A hen “summer” duck gives her alarm squeals in the middle of Elder Lake, and I see her late brood of five, two-week-old ducklings scampering away in the water. The hen gets up and flies a short distance, then sits back on the water, squealing away. Her charges have disappeared, probably off to the side under cover; I continue on as the hen “leads” me on through the lake.
Just before coming to Horsepen Gut on the right I pass through the “Narrows” of Cedar Creek, a bottleneck no more than twenty feet wide where even at low water a lot of current squeezes through. A few limbs and logs are trying to become obstacles, but I manage to work my way through them.
Having reached my destination for the day, I pull out on the right bank of Cedar Creek just beyond Horsepen Gut and have a sardine lunch washed down with water. Ahead of me in the creek is a huge downed tree completely blocking any forward progress. And I know there are others farther downstream before the canoe trail finally exits to the river at Mazyck’s Cut. I’m glad I’m not going that far.
I plan on walking south to the old Weston or Dead River dike. This area is also known as the Hunt Tract (Harry Hampton referred to it as the “Jim Williams Old Field”) after Alfred M. Hunt of Columbia purchased it from the Weston family in 1861. It’s a puzzle to me why the Westons sold what would have been prime agricultural property at the time after investing an enormous amount of slave labor to construct more than a mile of embankment that today varies from two to six feet high and four to five feet across (and this after more than150 years of erosion). Nor why Hunt, a hotel proprietor in Columbia, would be interested in owning the property. Interestingly, after the Civil War this tract was purchased by the South Carolina Land Commission according to researcher Elizabeth Almlie and her colleagues at the University of South Carolina’s Public History Program. The purpose of the Land Commission was to make land available to newly-freed slaves by purchasing large tracts of land from willing sellers, then subdividing them into smaller parcels to make them affordable at low-interest loans. The Hunt Tract, 774 acres, was divided into twenty-one parcels, but only two of these were ever sold. However, presumably because the land was a floodplain, nothing ever came of it in terms of improvements, and the tract reverted to a second-growth sweetgum forest.
The walk south is meandering and slow going. There are logs on the ground, stump holes, thickets, vines and limbs and woody debris, all impeding forward progress. And spider webs are making their presence known, especially those annoying ones head high.
After arriving at the “old field,” which on the surface looks similar to the rest of the forest except the trees are of more uniform size and growing closer together, I measure the diameters of eleven sweetgums, finding an average diameter of thirty inches. This second-growth forest, now about 150 years old, was mostly spared of any damage from Hurricane Hugo almost twenty-five years ago.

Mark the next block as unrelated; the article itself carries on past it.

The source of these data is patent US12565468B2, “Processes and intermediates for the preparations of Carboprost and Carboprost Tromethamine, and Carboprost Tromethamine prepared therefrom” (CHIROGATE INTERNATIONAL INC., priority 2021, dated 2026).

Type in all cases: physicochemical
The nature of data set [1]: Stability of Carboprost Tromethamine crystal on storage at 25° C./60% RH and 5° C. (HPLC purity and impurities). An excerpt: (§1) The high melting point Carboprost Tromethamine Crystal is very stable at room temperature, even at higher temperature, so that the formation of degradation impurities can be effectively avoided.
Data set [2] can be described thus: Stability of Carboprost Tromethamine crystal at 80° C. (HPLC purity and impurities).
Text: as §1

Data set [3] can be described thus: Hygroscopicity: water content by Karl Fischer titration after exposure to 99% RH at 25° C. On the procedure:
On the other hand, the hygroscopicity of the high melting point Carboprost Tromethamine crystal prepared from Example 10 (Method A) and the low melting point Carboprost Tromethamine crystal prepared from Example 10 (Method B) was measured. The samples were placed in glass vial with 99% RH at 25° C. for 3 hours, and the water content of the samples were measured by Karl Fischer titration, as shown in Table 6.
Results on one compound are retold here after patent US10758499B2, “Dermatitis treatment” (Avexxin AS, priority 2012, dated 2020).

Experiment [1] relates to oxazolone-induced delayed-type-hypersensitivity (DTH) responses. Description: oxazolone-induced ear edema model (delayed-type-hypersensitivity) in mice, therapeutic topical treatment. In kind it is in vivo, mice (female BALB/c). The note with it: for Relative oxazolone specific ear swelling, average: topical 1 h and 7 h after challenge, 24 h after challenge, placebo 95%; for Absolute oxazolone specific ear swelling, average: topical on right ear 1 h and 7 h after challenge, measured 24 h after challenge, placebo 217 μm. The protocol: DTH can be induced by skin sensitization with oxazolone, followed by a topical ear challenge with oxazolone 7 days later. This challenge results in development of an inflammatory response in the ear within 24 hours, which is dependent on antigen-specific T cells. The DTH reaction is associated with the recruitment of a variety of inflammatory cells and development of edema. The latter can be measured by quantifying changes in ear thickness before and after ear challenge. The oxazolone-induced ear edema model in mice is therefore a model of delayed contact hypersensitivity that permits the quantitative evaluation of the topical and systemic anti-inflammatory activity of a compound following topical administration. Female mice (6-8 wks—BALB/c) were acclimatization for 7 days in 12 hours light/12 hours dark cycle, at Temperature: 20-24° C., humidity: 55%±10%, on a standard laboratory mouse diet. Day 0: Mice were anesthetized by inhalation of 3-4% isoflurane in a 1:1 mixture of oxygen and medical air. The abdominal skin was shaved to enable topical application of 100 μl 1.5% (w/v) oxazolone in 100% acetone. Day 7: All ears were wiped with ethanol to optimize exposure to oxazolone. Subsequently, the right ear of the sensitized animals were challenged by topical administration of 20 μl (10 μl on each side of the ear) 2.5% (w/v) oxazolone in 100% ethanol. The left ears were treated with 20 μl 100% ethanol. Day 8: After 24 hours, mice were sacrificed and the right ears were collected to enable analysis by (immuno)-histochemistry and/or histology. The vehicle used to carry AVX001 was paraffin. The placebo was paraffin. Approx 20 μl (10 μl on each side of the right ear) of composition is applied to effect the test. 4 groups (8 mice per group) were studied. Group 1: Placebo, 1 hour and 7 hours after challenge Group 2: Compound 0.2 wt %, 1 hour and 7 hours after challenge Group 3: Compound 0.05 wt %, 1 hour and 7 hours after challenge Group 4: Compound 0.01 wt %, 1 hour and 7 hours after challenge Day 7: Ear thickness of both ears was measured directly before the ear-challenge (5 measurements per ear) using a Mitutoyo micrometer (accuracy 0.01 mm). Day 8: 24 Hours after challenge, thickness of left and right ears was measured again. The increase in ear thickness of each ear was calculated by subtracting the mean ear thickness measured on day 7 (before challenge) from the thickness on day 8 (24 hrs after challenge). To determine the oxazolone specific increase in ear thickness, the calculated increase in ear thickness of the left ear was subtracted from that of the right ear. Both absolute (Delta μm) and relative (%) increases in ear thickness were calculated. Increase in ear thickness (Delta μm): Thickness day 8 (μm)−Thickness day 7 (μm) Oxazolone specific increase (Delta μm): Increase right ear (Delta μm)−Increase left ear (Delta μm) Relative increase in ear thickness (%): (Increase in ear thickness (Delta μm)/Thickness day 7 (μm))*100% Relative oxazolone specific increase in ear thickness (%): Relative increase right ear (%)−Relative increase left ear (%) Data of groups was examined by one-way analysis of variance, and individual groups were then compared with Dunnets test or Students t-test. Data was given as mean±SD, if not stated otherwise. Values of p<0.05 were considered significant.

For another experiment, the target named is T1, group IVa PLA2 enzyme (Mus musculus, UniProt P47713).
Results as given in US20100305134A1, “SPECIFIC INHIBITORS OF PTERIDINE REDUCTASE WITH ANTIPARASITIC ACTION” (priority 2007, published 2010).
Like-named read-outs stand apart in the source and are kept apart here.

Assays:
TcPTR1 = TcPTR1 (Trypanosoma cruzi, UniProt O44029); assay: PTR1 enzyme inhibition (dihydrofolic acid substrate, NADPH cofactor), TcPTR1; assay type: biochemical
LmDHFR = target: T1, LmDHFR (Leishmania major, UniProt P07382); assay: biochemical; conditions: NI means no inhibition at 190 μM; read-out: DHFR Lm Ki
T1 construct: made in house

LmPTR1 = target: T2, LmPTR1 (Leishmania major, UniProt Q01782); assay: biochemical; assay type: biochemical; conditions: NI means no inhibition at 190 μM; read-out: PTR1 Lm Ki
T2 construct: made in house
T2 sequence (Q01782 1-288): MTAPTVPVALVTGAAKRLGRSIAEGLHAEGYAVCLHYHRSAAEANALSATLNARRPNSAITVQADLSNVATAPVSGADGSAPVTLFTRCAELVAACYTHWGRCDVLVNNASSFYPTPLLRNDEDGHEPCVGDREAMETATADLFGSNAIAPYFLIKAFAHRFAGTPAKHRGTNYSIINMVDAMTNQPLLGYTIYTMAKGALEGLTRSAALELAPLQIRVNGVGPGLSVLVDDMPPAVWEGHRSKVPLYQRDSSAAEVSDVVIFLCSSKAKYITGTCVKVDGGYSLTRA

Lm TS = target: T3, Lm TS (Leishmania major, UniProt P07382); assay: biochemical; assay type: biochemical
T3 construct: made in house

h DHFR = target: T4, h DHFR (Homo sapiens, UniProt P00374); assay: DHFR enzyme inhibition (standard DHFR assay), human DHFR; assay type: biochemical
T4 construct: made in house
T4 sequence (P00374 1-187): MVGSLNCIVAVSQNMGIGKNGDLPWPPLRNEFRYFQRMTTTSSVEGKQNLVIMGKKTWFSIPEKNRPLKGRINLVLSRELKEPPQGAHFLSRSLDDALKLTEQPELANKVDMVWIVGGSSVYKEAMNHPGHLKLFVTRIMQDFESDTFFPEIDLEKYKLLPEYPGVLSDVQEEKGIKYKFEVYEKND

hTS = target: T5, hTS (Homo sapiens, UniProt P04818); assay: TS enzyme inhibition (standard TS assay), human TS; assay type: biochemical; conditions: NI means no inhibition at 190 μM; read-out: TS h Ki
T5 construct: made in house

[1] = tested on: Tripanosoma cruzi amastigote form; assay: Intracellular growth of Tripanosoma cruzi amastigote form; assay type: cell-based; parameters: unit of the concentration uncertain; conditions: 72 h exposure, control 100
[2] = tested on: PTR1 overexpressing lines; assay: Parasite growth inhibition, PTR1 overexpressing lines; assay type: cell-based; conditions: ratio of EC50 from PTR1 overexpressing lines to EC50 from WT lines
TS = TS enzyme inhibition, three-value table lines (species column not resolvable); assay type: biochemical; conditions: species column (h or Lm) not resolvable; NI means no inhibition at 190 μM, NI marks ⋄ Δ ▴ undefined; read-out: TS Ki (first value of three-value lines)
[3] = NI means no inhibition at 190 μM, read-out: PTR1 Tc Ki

It is almost 4:00 when I get back to the boat for my return trip. A few bends upstream, as I am thinking about how long it has been since I’ve seen a river otter in the swamp, I look over to the left and see a grayish-brown head sticking out of a hole in a hollow cypress log on the bank, staring intently at me. It is an otter, one of my favorite animals. It seems attached to this log for some reason and reluctantly stays put for a closer look, giving frequent, nervous snorts. Could there be otter pups nearby? I see nothing except daylight at the other end of the log. The otter exits the hole and stands on top of the log in full view – a supple, surprisingly large and powerfully-built animal. Its beauty is only slightly marred by the disproportionate body lines, with the hind end being higher than the front.
The otter gets down from the log and “hop-jumps” with its ungainly gait over to the water’s edge where it gets in and starts acting like an otter. I follow it upstream a little but can’t keep up. I would love to know more about the biology and life history of this fascinating member of the weasel family. How far do they range, for example, and how many are there in the park? I suspect population sizes must vary a bit, depending on the season and water levels. The prolonged drought we experienced a few years ago must have been hard on otters since much of their habitat was dry, and food resources, especially crayfish, scarce. Presumably, many left the park and moved into surrounding ponds and lakes.
No sooner than leaving the otter behind I hear, from the left bank, a strange, purr-like “zoom-zoom” call and look over to see a mother raccoon with three young ones, about the size of big kittens, at the edge of the creek. The young, at their mother’s command, proceed to climb, with mother bringing up the rear, twenty-five feet up a stout red maple. I paddle over to watch. It doesn’t take long for her to decide that perhaps I am not such a real threat after all, and they climb back down to the base of the maple, she keeping an eye on me the whole time and uttering the strange zoom-zoom call.
Unlike this morning’s paddle, I start seeing lots of brown water snakes curled up in the bushes and overhanging limbs on my return trip. By the time I reach the take-out at South Cedar Creek Landing at 7:00 PM, I have counted a dozen browns and one small red-bellied water snake. This means, of course, that I had overlooked just as many. One brown is an impressive, stout fellow that allows close approach in my kayak. I can understand why to the untrained eye these snakes are confused with water moccasins or cottonmouths. The only cottonmouths I’ve seen at Cedar Creek were swimming across it, and not lingering in overhanging limbs and vines.